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WHICH PLURALISM?: From very good to false gods.
Lynn Friedman
WHICH PLURALISM?: From very good to false gods.

Defining pluralism

Religion | We can defend the right to adhere to false religion without celebrating false religion

Issue: "Fighting fatalism," July 12, 2014

When I heard a good friend emphatically tell a large audience last week that the most pressing issue for the Christian community in the years just ahead is not going to be homosexuality or gay marriage or abortion or Obamacare, he got my attention. None of those, he said. The central issue will be pluralism.

His assertion caught my attention because of an exchange I’d had 13 years ago, in the days right after the horrors of 9/11. We naturally devoted a whole issue of WORLD to the al-Qaeda attack on the United States, and I entitled my column in that issue “Sinflation”—arguing that our regular disregard of God’s standards always leads a society to collapse. We had allowed ourselves to pursue false gods, I argued, and now those false gods were forsaking us. “High on our own Western shelf of false deities,” I argued, “have been the gods of nominalism, materialism, secularism, and pluralism.” And we shouldn’t be surprised if others in the world saw the World Trade Center as symbols of such gods, towering as they did over the world’s financial capital, and capped as they were by the transmitting towers of major media and entertainment centers.

In retrospect, I should have been more careful on a couple of fronts. Later that same week, Jerry Falwell charged that the 9/11 attacks were in fact God’s judgment on the United States. I had not said anything that specific, and winced at Falwell’s implication that we could know the mind of God. I was saying only that we shouldn’t be surprised that others were offended by our lifestyle.

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But I was hardly prepared for the charge that came the next day in the online version of The Wall Street Journal. “To the ranks of anti-American Christians we can add Joel Belz of World magazine. …” WSJ editor James Taranto quoted at length from my editorial, and apparently thought I had done myself in with careless writing, and that readers would judge me guilty as charged without further argument.

Instead, enough WORLD loyalists immediately emailed Taranto so that he felt obligated, under the headline “Ringing Belz,” to give me a little further hearing. “Now, we have no beef for nominalism, and we’ll give Belz materialism too … [although t]he meaning of secularism is a bit more complicated.

“Our real beef, though, is with Belz’s apparent opposition to pluralism. If there is a quintessential principle that sums up the meaning of America, pluralism is it—and religious pluralism in particular. It is pluralism that allows everyone from evangelical Protestants to Catholics to atheists, from Mormons to Muslims to Jews, to live in the same cities and towns, free of the religious wars that divide such places as the Middle East. To be against pluralism, it seems to us, is to be against America itself.”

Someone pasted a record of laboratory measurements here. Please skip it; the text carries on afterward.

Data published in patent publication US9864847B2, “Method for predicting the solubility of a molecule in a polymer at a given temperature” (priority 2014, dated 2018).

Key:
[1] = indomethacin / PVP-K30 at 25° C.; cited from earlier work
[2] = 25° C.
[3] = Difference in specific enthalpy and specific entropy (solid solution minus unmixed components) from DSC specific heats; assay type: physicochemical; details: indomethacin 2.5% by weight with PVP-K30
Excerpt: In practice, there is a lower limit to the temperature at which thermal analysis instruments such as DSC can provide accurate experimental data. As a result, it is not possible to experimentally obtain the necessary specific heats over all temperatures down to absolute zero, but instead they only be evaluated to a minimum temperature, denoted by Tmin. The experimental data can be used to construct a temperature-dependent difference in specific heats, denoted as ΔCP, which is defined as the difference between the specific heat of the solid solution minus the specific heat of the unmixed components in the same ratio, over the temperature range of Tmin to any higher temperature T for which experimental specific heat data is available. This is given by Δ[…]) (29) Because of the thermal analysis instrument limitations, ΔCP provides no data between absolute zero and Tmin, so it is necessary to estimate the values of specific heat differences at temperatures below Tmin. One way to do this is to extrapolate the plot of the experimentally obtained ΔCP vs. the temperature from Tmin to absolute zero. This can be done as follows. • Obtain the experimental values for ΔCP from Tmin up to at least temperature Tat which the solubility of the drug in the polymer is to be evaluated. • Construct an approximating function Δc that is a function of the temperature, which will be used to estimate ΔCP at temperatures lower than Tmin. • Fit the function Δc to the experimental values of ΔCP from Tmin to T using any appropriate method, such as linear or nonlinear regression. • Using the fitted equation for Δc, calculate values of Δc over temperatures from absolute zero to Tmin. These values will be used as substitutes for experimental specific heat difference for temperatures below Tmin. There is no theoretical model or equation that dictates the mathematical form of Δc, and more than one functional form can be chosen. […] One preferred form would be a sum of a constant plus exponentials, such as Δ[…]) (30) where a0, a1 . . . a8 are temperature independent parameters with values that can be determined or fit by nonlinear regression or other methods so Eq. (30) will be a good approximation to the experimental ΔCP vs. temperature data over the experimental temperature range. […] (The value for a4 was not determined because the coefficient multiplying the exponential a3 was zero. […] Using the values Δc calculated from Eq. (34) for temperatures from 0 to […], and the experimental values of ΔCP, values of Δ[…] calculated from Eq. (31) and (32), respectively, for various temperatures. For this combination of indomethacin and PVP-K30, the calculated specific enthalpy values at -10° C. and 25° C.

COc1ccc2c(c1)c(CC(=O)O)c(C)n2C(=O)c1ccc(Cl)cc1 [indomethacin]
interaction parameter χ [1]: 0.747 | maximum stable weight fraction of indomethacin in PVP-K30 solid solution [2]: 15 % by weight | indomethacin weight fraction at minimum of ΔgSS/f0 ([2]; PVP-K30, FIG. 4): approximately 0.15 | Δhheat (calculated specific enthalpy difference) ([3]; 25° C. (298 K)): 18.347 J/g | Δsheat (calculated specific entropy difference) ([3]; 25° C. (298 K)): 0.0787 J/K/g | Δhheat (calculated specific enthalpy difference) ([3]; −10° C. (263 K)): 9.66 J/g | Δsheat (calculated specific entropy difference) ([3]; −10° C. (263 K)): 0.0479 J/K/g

That was a stiff and wounding charge. So I emailed Mr. Taranto—personally this time—to plead: “May the fellow you described as an ‘anti-American’ … join briefly in your discussion of ‘pluralism’? Very simply, the ‘pluralism’ you described [yesterday] … that is something I applaud and thank God for. The pluralism which I call a false god is a pluralism which suggests that all religions are equally true or valid. When pluralism moves beyond the protection of everybody’s right both to believe and even to propagate that belief peacefully, and then also argues that none of those beliefs is more true than any other of those beliefs—then something that started off as very good has become a false god. I will always be a defender of the first kind of pluralism, even while I understand that it contains within itself the seeds for occasionally producing the second.”

Mr. Taranto was kind to publish my note in the next day’s Wall Street Journal, under the headline “Liberty Belz,” and with this generous note: “We’re grateful for the clarification. We usually like being right, but in this case we’re glad to hear we were wrong.”

Although that unusual exchange is now almost 13 years old, it sets the stage for a fuller discussion, now in 2014, of this issue called “pluralism.” That’s why I think my friend was right last week in saying that pluralism is the issue of concern for God’s people in the years just ahead. And it’s why we’ll be returning to the rest of what my friend said in successive issues.

Joel Belz
Joel Belz

Joel, WORLD's founder, writes a regular column for the magazine and contributes commentaries for The World and Everything in It. He is also the author of Consider These Things.


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